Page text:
Refrigerant may also be affected by a failed lineset. HVAC evaluations have shown that lightning can blow a hole in the lineset, which connects indoor equipment to the outdoor condensing unit. This compromises the entire refrigerant circuit, requiring repairs.
Don’t forget: R-22 is a frequently used refrigerant type. Though virgin R-22 was banned in 2020, reclaimed R-22 can still be purchased and used in existing equipment.
3. Malfunctioning Control Boards and Other Electric Components
Lightning struck a property and caused a defrost control board, and other components, to malfunction.
Unlike high voltage surge that can only impact electric components, lightning can affect anything in its path. However, electric components are a probable target for lightning damages. Among the susceptible equipment is the defrost control board.
Though there may not be visual evidence, operational testing would prove whether the board has failed. This type of damage would likely result in a minor repair by replacing the defrost control board to return equipment to pre-loss condition.
Other common electronic components that are susceptible to lightning damage include the indoor control board, outdoor control board, and thermostat.
Don’t forget: Before settling for replacement equipment, whether an individual component or a full system, verify that the cost matches market values for the loss location.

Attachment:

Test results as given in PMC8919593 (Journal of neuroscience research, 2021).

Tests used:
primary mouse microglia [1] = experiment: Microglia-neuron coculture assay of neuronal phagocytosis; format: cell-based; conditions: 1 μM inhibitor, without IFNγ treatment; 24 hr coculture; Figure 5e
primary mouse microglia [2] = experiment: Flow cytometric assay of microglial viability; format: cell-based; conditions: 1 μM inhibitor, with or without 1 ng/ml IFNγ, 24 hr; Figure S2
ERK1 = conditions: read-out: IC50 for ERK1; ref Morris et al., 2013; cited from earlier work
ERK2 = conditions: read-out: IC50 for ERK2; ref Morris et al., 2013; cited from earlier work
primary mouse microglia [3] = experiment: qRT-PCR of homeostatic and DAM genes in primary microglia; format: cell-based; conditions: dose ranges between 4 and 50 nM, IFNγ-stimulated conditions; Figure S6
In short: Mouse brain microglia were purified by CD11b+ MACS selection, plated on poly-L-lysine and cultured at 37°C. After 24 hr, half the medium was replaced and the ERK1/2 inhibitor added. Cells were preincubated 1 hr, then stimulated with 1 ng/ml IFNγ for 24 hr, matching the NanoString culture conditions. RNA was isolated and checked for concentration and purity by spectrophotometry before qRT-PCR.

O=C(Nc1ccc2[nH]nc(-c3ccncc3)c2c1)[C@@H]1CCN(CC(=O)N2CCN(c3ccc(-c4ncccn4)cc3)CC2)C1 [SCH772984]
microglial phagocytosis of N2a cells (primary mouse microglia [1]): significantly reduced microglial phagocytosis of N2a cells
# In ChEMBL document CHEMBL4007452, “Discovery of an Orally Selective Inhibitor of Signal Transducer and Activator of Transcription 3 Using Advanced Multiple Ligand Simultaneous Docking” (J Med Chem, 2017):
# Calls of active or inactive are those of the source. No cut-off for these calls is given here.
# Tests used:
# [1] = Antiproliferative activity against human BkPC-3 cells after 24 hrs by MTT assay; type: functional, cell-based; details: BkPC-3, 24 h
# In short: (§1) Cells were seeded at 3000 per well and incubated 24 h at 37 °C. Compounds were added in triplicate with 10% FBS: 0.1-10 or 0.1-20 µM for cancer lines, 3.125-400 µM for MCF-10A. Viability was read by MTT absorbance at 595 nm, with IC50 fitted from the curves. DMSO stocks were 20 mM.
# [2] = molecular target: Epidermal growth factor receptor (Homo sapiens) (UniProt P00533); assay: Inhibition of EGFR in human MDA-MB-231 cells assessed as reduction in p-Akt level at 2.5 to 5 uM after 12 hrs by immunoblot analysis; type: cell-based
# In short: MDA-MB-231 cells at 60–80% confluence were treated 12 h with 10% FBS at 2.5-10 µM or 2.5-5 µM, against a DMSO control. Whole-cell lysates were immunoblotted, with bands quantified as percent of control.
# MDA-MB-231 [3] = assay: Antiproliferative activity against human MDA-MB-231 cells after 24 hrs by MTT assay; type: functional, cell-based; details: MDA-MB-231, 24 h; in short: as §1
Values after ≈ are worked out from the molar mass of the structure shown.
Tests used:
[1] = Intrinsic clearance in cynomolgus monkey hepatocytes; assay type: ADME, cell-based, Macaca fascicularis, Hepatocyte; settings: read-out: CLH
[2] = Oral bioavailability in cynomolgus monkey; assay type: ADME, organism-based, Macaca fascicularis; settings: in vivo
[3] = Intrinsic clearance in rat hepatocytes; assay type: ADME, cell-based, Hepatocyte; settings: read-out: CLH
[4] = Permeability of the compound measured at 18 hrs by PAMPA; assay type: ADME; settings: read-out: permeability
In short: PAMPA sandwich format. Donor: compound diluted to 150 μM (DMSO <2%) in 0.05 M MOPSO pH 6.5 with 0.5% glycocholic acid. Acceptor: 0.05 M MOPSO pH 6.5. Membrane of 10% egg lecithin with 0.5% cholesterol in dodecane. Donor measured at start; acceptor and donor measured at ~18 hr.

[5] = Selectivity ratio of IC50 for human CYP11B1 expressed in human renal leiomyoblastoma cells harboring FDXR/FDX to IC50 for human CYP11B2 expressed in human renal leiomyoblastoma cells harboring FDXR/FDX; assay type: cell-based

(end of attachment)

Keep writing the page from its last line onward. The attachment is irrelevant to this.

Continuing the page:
4. Damaged Ductwork
As previously shown, lightning can travel through other non-electric items such as chimney flues and linesets. Ductwork is also susceptible to lightning damage and could be the only HVAC component affected.
Ductwork can also sustain direct lightning impacts.
In one assessment, the unit was operational as were all the internal electrical components; however, there were two failed runs of flexible ductwork. The lightning struck the loss location’s roof, and two flexible ductwork runs in the attic were damaged. All other components measured within an optimal range, and the system could be repaired.
Though lightning can affect small, individual components, it can also impact enough equipment to require a replacement furnace or condensing unit. Even then, a full HVAC system replacement is rare unless there are efficiency incompatibilities. It’s important to have equipment evaluated to know the best course of action.
Don’t forget: Objective experts will ensure only the most appropriate repairs or replacements are recommended to return equipment to pre-loss condition.
The HVACi team uses engineering best practices to thoroughly test all HVAC and Refrigeration equipment and provide recommendations for repairs and replacements. We’ll also recommend settlement costs that are in line with market values. Adjusters will receive a comprehensive report with verified cause of loss and scope of damage to reduce the risk of claims leakage.
Did your policyholder report lightning as the cause of loss for an HVAC system? Submit the claim to HVACi for accurate results.
Lightning is one of the most frequently reported causes of loss listed on HVAC and electronics claims – policyholders reported it for almost 20% of HVAC systems and nearly 40% of electronics in claims that HVACi and StrikeCheck handled last year. Advancement in testing tools and verification reports have made it easier for adjusters to confirm or exclude these perils before settling a claim unnecessarily.
Lightning and surge claims significance
Lightning and surge fundamentals
Residential systems susceptible to lightning and surge impacts
How lightning and surges have appeared in claims
Watch our How to Handle Lightning and Surge Claims Without Guesswork Webinar recording by filling out the form provided.
Important: Pre-recorded webinars do not qualify for CE credit.